“I have a bit of a crisis of conscience, I suppose, so I decide that I’m going to leave. And then I start to realise the ramifications of that in the middle of a recession – and also I realise that, suddenly, I’m not doing something that I feel quite good about myself for doing any more.’”
Filmed as part of the Don’t Flop rap battle league, the Mark Grist v Blizzard encounter went viral last December. Grist left teaching about a year before that, yet he still seems inexorably drawn to the classroom, whether that’s to run rap-related workshops or to take part in “classroom interventions” with Mixy. On his website, he describes himself as “a poet and educational consultant”.
Most teachers are delighted to have the Dead Poets in to liven up their English classes, but inevitably perhaps, given the X-rated language Grist uses in some of his rap battles, a few have expressed reservations.
“I’ve not had a single negative experience,” he says of the work he now does in schools. “The only thing that was funny was when I went back to my old school, they seemed slightly… they just wanted to check what kind of language was going to be used within the workshops.
“Then when I actually went back to the school the kids were all really excited to see me and as I was leaving they all started chanting ‘you wank off in sandals to pictures of Gandalf’ [a line from his battle against Blizzard] and that was my moment – that was my moment when I just stood and I was like… wow, is this what I’ve done?”
Grist was born in Northampton but spent many of his formative years in Scotland, after his father, a building surveyor working for the RAF, was transferred to Unst in the Shetland Isles. The family moved there when Mark was seven and stayed until he was “11 or 12”.
“There were no trees on Shetland,” he says, “so those were the two questions I got asked when we moved there: have you ever eaten a McDonalds and have you ever seen a tree? All the houses were bungalows, too, so there were no steps. I’d taken over a Slinky and I spent hours and hours with these other kids trying to explain to them how a Slinky worked. Good times.”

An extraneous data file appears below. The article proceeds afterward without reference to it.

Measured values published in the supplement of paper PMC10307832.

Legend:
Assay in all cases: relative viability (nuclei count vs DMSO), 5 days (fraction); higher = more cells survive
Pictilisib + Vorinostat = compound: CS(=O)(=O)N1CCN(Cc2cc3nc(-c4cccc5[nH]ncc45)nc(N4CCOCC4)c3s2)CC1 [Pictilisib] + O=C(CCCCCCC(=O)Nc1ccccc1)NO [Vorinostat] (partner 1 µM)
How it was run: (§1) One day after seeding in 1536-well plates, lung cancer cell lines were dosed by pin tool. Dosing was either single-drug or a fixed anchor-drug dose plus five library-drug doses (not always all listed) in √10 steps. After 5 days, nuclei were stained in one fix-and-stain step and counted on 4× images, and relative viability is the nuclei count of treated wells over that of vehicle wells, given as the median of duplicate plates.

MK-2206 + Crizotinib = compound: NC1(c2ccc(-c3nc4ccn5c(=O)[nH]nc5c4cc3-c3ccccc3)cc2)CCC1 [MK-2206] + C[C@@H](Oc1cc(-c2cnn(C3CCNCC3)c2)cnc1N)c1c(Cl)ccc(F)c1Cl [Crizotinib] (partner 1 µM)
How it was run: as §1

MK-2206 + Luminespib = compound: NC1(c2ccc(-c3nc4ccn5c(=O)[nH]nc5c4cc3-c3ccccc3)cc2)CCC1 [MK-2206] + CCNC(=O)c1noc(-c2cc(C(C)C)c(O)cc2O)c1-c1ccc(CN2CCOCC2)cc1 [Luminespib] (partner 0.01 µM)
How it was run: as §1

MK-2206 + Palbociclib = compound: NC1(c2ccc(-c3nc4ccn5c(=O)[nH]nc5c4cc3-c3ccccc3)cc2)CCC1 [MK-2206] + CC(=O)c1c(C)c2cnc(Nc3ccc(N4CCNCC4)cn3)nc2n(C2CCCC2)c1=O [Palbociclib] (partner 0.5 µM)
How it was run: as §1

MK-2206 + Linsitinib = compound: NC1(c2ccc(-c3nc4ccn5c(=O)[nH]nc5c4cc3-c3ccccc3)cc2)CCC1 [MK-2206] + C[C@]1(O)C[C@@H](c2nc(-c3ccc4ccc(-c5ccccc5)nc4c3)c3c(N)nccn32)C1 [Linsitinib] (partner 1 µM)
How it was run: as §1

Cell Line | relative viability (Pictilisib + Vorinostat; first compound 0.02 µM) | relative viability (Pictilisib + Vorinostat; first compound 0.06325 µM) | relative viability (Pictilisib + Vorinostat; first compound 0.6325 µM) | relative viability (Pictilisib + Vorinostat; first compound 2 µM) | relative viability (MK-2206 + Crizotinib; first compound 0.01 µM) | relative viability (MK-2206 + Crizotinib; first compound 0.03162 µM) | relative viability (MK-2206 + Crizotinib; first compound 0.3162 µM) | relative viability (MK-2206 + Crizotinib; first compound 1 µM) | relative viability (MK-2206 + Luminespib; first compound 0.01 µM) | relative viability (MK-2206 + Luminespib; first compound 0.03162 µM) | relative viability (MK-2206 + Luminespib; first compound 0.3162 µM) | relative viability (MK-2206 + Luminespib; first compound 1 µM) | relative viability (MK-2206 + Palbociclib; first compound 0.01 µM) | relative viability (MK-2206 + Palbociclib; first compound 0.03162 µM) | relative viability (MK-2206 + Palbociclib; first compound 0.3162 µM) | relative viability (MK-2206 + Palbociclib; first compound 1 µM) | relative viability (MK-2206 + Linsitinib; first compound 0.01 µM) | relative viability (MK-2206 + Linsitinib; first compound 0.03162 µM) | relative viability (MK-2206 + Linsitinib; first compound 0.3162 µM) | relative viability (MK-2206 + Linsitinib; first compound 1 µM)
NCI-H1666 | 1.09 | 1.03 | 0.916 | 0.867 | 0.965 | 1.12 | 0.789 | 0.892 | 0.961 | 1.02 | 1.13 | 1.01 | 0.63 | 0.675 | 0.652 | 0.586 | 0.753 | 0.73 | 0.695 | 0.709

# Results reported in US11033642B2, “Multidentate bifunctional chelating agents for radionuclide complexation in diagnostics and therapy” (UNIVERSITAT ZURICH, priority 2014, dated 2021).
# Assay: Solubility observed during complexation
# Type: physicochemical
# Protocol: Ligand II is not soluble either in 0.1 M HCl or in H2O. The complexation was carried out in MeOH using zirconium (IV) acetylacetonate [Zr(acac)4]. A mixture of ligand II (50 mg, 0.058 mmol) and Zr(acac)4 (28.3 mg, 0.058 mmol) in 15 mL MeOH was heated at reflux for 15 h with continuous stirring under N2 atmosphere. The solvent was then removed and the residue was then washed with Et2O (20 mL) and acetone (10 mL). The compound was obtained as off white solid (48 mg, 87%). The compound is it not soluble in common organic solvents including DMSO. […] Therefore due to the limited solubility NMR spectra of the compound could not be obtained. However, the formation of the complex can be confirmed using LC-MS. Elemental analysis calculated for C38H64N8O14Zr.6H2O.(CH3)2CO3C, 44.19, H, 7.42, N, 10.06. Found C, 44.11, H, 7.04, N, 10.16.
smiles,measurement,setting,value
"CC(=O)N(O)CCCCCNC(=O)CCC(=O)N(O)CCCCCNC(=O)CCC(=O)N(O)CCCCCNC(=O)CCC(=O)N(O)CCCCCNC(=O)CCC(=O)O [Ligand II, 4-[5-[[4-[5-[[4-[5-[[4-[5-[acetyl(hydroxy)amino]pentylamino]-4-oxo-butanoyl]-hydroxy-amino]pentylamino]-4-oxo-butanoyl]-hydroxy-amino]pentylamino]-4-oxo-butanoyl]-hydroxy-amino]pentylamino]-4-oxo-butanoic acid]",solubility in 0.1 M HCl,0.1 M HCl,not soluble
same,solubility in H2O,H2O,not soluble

There then followed a year in Aberdeen that was somewhat less idyllic. “I used to get beaten up quite a bit,” remembers Grist. “It was because I was from Shetland. When I first moved to Aberdeen I went to the local park to play with the kids down there. Then a load of other kids marched down to the park all chanting “Shetland Boy” and beat the crap out of me. I think it was the accent that gave me away. My parents said they couldn’t believe how quickly I picked it up when we moved to Shetland. People in Aberdeen found it difficult to understand what I was saying because my accent was so strong, but I soon lost it.”
The Grists then moved to Bristol, where a teenage Mark was “a bit cheeky and a bit disruptive” at school. He went on to study American and English Literature at the University of East Anglia and then moved to Peterborough to teach – all of which left him with “a slight Bristolian twang, a slight Peterborean twang – but I probably don’t have a particularly identifiable accent.”
When Grist’s rap battle against Blizzard went viral, one newspaper headline read “30-year-old abandons classroom career to become a RAPPER” as if it was impossible to conceive of two less compatible careers. But although Grist may still be struggling to reconcile the two strands of his professional life, you can’t help feeling he’d have a better chance than most of inspiring creativity and enthusiasm in a class of bored teens.
“A lot of the problems we have with teenagers’ creative output at the moment is that we keep telling them the kind of art they should be interested in,” he says.
“We have kids who say they don’t like English lessons and yet they’ll go out and hide from adults in the evenings in car parks and record lyrics onto each others’ phones. I know so many kids who do that – they’re really into that kind of stuff – but we kind of shove it away.
“I just want to do something that will allow teachers to actually communicate with students about it – that will actually allow a dialogue to take place.”
• Mark Grist – Rogue Teacher, Underbelly Cowgate, until 26 August. Today, 5:10pm.